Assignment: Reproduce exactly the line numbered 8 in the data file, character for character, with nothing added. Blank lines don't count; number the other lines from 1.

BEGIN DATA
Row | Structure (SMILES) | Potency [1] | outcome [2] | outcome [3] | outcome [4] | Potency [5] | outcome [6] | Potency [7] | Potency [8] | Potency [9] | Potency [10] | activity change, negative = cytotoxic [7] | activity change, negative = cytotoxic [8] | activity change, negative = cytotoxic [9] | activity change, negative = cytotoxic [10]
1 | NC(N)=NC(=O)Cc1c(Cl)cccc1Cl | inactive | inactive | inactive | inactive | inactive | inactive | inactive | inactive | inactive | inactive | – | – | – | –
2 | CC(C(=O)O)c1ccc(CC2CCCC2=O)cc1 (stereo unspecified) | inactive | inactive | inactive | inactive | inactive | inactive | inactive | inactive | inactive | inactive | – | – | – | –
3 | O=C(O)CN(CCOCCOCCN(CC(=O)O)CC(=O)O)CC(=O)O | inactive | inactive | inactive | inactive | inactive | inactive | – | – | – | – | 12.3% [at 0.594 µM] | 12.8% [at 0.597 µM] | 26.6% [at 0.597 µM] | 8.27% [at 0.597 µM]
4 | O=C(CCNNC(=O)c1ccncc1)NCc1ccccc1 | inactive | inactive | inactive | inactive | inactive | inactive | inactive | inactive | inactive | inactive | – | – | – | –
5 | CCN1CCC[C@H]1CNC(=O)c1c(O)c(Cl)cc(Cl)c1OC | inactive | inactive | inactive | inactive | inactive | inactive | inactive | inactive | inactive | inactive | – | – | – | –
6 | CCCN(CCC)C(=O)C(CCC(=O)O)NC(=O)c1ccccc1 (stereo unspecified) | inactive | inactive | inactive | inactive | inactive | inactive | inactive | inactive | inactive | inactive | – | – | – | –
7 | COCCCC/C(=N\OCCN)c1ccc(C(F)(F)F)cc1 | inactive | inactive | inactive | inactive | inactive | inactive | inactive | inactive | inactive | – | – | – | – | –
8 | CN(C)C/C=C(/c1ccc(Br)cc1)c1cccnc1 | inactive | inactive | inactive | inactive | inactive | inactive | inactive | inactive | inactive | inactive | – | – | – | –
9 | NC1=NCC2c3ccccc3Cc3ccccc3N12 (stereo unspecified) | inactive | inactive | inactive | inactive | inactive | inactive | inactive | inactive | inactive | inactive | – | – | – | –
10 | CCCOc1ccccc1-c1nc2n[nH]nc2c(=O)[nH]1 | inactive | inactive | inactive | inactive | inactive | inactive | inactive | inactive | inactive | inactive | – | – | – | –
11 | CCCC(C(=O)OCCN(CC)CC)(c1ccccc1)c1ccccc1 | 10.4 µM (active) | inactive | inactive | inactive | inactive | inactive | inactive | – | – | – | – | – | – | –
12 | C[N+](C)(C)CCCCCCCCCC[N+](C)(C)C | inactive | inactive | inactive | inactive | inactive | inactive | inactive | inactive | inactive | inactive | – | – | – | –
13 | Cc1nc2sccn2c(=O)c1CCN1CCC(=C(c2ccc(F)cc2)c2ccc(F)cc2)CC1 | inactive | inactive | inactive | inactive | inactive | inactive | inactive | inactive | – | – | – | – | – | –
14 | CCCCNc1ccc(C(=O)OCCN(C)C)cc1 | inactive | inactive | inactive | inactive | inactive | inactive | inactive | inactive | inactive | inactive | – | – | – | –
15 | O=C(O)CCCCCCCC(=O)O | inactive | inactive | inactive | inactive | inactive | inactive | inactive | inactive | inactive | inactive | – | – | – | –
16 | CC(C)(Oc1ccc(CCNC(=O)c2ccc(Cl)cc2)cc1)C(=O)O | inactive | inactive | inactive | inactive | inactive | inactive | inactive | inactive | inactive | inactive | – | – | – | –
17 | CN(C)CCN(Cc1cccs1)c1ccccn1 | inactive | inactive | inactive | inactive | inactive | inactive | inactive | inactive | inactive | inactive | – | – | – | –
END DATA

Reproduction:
7 | COCCCC/C(=N\OCCN)c1ccc(C(F)(F)F)cc1 | inactive | inactive | inactive | inactive | inactive | inactive | inactive | inactive | inactive | – | – | – | – | –